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LETTER: Exploring the benefits of restorative justice


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The week of Nov. 17-23 was designated Restorative Justice Week nationally. Pictured here are Hants County volunteer Roz MacDuff, left, and Valley Restorative Justice staff member Ruth Winterhalt. (Submitted photo)

The week of Nov. 17-23 was designated Restorative Justice Week nationally and this year’s theme is Inspiring Innovation.

Valley Restorative Justice (VRJ) is a non-profit, community-based agency that has been in place since 1999, which responds to youth crime within our catchment area of the counties of Annapolis, Kings and West Hants.

Valley Restorative Justice is one of nine agencies province wide delivering restorative justice programs to Nova Scotia youth and those who are harmed by these criminal acts.

Referrals to VRJ can come from several points in the justice system, including police, Crown attorneys, judges and corrections staff.

VRJ is funded by the Nova Scotia Department of Justice and is administered locally by a volunteer board of directors. Trained volunteers also aid in facilitating the restorative process.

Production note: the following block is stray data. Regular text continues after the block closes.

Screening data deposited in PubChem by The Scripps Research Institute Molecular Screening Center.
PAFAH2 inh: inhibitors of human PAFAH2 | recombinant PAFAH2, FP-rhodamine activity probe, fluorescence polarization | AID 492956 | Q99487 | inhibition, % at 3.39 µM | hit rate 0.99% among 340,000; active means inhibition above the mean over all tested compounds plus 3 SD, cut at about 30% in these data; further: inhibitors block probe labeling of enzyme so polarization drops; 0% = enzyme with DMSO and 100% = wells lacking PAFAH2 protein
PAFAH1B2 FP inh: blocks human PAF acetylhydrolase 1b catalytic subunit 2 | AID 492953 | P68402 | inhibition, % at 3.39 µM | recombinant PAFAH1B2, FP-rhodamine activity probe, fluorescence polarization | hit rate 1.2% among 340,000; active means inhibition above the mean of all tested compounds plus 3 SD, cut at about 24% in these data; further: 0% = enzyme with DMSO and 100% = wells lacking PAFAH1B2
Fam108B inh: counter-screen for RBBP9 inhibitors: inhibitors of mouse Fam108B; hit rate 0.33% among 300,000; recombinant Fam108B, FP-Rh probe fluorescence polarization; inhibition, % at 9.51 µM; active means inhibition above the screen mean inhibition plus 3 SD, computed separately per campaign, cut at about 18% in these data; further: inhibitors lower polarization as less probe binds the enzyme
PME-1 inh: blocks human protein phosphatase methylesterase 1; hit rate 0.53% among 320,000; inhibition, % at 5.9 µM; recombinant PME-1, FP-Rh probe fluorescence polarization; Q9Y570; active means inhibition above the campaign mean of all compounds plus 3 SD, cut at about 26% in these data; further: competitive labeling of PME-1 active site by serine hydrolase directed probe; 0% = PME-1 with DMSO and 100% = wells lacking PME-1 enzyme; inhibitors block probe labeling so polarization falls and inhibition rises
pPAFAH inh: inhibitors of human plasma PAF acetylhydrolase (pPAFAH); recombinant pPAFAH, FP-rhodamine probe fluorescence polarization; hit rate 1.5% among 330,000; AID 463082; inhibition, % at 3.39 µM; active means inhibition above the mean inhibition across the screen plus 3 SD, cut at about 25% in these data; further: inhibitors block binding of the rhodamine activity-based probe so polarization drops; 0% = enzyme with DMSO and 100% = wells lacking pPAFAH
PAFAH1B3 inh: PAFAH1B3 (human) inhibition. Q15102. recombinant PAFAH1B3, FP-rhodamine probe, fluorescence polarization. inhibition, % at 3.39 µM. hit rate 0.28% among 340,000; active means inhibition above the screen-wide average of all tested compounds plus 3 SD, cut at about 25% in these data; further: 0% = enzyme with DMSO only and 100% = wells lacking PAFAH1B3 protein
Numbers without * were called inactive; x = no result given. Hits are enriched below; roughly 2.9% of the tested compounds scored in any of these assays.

The goals of the Nova Scotia Restorative Justice program are to reduce recidivism, increase victim satisfaction, strengthen communities, and increase confidence in the criminal justice system as a whole.  Restorative justice emphasizes the importance of elevating the role of crime victims and community members through more active involvement in the justice process by holding the offender accountable to the people and communities they have harmed, by restoring the emotional and material losses of victims, and by providing a range of opportunities for dialogue, negotiation, and problem solving, whenever possible, which can all lead to greater community safety, social harmony, and peace for all involved.

Restorative interventions have been found to provide many benefits to victims as they are able to receive information about the crime, express the impact of the crime and gain a greater sense of closure, including some form of restitution in many cases.

This year’s theme, inspiring innovation, is particularly suited to Nova Scotia communities because of the growth of using restorative justice approaches in many areas, not only in the realm of the justice system, but also in schools, in the workplace, in university communities and as a means of handling disputes through the Human Rights Commission to name a few.

Restorative justice respects individual and community diversity and it can incorporate different cultural and spiritual practices, working towards a healthier community.  

 

Marge DeBodt,

Director of Valley Restorative Justice

 

 

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